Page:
Step 10: Give service desk guy the paper from downstairs guy and prepare to pay.
Step 11: Wait. And wait. And wait. Wait some more. Take pictures for the blog while waiting.
Step 12: Surmise from the employee dude’s conversation that this board is “not in the system” and “has no code” and “does not exist”. I stand there and stare at him, letting him know that it indeed exists because it’s “downstairs” and I’m here to buy it and I will wait for him to get a code and get it in the system. Either way, I’m not leaving until that board is in our car. I ponder how to politely say, “Figure Sh!t Out” in Spanish.
Step 13: Wait some more. I was waiting so long I honestly thought the guy helping me went to the bathroom with digestive issues or something. I’m about ready to order food for delivery or go to said bathroom myself because…. #digestiveissues. Dan is “downstairs” in the lumberyard waiting in the car. At least he’s got A/C.
Step 14: Guy finally gives me a piece of paper with a price!! Success! I try to hand him my money. Nope! Gotta go to the other desk for that (if you’re counting this is now desk #3 with paper #2). Fine. I go. I pay $8. They stamp my receipt. Paid! Success! Almost!
Step 15: Now I just need to cut my board. I go back downstairs (actual, now) to lumberyard and go to Saw Guy with my stamped paper. He has to run and help someone else so we wait. We wait some more. Dan is waiting in the car until…
Step 16: Dan gets impatient. We’ve got the boards, we’ve paid, we have our little pieces of paper and a saw is sitting right there. Why wait, he says. So he starts cutting it himself. No safety glasses, no blade protector guide thingamajig, no finger-safe blade. I start looking up the closest hospital from a safe spot behind a stack of wood because I’m pretty sure this is going to go south, quick. I alternate between looking up hospitals and taking pictures of Dan about to get injured, for the blog.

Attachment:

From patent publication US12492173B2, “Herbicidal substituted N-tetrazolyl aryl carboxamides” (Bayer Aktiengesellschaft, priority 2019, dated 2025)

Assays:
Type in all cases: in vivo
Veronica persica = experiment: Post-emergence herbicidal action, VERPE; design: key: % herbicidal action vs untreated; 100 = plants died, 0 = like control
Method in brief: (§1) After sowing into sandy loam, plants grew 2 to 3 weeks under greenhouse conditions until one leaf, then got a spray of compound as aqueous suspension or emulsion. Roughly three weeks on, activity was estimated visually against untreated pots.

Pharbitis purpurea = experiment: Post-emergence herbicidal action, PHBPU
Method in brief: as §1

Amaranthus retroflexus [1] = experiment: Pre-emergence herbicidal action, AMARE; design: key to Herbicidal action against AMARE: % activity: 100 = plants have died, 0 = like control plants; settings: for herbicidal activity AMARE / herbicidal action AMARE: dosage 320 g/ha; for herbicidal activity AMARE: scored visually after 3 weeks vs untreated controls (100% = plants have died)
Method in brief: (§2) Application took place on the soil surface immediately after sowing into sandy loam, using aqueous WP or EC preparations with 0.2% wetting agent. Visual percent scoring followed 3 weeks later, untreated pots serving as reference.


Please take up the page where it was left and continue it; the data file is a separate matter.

Step 17: Saw Guy comes running over, declaring our activity “very dangerous!” (no sh!t Sherlock) and takes over cutting for Dan. He has exactly ZERO more safety equipment and, I’m sure, way less life insurance than Dan. But Dan relinquishes the death saw to Saw Guy. He cuts, he doesn’t lose any limbs or his life. The two boards were not exactly the same size like we asked, but it’ll do. We thank him. We leave.
Step 18: As we exit Hidden Narnia Lumberyard, we have to show the receipt to the guy at the exit. He doesn’t even look at the paper. He nods his approval and waves us on. I’m thinking at this point I could have just waved my grocery store receipt at him and skipped all the waiting upstairs.
Step 19: Start puzzling! I finished two 1000-piece puzzles in a month. I was a happy puzzler.
I give you this example as a way of saying that it’s not like we are on a permanent vacation here. Sure, we go to the beach and do nifty things like whale watching. But we also try to get through the normalcy of life just like everyone else, with the added challenge that foreign countries ALWAYS provide us with. Sometimes that feels awkward and like you are the first person EVER to have done what you are trying to do. And the process we have to go through is many times equally incomprehensible. We ask ourselves “why do they do it this way?” and we answer ourselves “because they did it this way yesterday”.
Thankfully, I’m fully versed in the “ask around if you don’t see it” concept, as well as the “pick out what you want but go somewhere else to pay” concept as well as the “after you pay, show the guy your receipt as you leave with the product because evidently you can’t be trusted” concept. (#Costco) It’s been done in various locations around the world. When you travel a lot you eventually find familiarity in the differences.
After the Great Puzzle Board Treasure Hunt of 2019, we got home and Dan and I … wait for it… went into the pool.